After a truly memorable dinner of tapas and wine at Cúrate in Asheville, I took a momement to briefly thumb through their cookbook on my way out of the restaurant. While I did not take enough time to really absorb the photos and recipes, one page stuck with me. Their recipe for Tomato Bread included a description of rubbing garlic and halved tomatoes directly on toasted bread. Beautifully simple and rustic.
A couple months later, I picked up the vegetables from our CSA one evening and I was handed a brown paper bag full of fresh tomatoes. My first thought was to make a red sauce for pasta, but then the recipe for Tomato Bread stirred in my mind. Not remembering the specifics, I searched the Internet for Pan con Tomate (tomato bread).
Here is my take on Pan con Tomate:
First, make a small cut in the bottom of the tomatoes. Then, grate the tomatoes into a bowl, discarding the skin. The small cut helps start the grating process, otherwise the tomatoes slides along the grater rather ineffectively. The skin generally remains intact and is easy to remove from the top of the grater. Season the tomatoes with salt and minced clove fresh garlic to taste. I used about a half teaspoon salt and one clove of garlic to about two cups of grated tomatoes.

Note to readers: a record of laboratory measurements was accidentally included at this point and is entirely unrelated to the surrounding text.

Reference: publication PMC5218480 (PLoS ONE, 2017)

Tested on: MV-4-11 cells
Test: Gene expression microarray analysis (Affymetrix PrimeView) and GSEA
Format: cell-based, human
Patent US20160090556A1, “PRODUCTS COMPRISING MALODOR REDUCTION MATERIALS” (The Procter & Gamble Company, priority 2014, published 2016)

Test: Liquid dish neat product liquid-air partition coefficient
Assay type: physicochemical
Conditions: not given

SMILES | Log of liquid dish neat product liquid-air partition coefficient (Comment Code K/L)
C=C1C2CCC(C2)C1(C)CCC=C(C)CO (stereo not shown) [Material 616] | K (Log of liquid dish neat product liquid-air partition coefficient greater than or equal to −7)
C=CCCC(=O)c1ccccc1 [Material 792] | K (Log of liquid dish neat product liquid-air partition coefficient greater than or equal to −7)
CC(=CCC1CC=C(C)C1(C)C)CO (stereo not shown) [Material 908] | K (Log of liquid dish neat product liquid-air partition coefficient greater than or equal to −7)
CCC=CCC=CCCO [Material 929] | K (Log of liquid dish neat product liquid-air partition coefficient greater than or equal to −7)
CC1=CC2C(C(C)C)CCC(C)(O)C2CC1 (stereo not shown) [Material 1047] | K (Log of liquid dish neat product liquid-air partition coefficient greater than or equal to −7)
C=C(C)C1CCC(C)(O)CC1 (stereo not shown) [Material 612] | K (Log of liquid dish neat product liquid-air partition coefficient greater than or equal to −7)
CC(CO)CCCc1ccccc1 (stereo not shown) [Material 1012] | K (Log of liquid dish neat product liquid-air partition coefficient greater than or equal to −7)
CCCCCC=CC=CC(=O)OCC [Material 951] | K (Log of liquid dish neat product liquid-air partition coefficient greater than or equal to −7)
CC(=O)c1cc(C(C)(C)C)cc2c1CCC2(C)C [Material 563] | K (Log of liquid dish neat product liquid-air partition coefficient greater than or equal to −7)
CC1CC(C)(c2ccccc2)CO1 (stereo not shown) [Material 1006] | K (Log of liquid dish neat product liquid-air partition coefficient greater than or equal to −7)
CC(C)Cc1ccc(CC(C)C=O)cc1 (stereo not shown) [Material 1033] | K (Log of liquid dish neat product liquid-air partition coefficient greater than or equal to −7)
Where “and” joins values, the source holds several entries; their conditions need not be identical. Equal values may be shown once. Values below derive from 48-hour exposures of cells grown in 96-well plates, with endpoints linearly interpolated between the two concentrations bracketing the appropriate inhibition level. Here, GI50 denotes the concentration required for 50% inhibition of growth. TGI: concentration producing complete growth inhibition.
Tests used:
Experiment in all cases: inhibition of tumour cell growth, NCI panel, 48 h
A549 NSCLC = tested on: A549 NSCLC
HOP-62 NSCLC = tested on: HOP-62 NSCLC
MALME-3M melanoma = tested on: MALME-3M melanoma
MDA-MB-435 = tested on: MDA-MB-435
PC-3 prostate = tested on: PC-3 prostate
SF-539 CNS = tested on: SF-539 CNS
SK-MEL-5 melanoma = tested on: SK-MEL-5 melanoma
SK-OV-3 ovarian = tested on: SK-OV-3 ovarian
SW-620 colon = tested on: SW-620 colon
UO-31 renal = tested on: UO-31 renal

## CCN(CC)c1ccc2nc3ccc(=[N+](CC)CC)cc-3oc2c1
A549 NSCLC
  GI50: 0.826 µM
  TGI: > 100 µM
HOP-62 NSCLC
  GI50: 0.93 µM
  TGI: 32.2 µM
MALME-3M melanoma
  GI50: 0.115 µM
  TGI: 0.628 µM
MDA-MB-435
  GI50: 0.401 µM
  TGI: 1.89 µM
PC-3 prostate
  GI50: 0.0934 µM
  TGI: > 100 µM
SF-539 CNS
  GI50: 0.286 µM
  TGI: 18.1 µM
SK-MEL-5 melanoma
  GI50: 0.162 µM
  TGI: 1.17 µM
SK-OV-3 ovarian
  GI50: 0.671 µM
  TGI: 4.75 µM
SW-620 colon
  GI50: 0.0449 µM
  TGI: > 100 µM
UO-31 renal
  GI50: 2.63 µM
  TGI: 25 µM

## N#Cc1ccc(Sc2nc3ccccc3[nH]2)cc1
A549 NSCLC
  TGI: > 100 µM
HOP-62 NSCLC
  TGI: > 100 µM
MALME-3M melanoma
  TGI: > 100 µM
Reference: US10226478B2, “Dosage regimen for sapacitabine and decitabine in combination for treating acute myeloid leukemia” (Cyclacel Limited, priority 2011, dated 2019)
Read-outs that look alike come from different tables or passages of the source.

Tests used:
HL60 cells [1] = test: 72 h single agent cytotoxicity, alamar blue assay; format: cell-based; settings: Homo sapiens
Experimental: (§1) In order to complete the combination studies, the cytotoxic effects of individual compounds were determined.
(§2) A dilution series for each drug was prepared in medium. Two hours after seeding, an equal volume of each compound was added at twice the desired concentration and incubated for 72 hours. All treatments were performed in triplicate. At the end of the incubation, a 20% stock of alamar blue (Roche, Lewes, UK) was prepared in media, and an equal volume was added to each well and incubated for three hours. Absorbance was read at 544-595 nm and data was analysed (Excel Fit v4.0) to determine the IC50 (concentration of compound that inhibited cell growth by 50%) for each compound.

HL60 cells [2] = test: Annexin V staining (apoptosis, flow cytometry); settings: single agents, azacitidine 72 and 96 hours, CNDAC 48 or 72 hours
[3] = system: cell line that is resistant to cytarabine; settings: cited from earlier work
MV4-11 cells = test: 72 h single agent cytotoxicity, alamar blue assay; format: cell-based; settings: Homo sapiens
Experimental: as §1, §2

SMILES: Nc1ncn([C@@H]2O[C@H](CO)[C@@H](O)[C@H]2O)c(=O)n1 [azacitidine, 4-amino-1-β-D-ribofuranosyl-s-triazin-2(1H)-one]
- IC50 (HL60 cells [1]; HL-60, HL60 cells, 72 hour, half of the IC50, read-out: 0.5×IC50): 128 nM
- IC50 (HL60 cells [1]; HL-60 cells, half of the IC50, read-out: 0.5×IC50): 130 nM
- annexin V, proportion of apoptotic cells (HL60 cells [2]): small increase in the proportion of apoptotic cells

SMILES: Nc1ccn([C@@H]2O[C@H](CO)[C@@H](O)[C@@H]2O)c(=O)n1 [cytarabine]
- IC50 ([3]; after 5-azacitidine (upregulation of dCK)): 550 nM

Slice a baguette in half longwise horizontally, then slice each half into 2 inch wide rectangles. Drizzle the bread with olive oil and broil it until browned. Rub a clove of garlic over the crispy bread and spoon the tomatoes over it. Finish with a light sprinkle of salt and a light drizzle of olive oil.
Because Pan con Tomate is such a simple dish, the quality of the ingredients is very important. The tomatoes needs to be fresh and ripe. The olive oil should also be good quality. When done well, the dish should invoke feelings of eating at the beach or traveling the Iberian Peninsula.
Pan con Tomate makes a great tapa or a light dinner. It also goes well with a larger spread.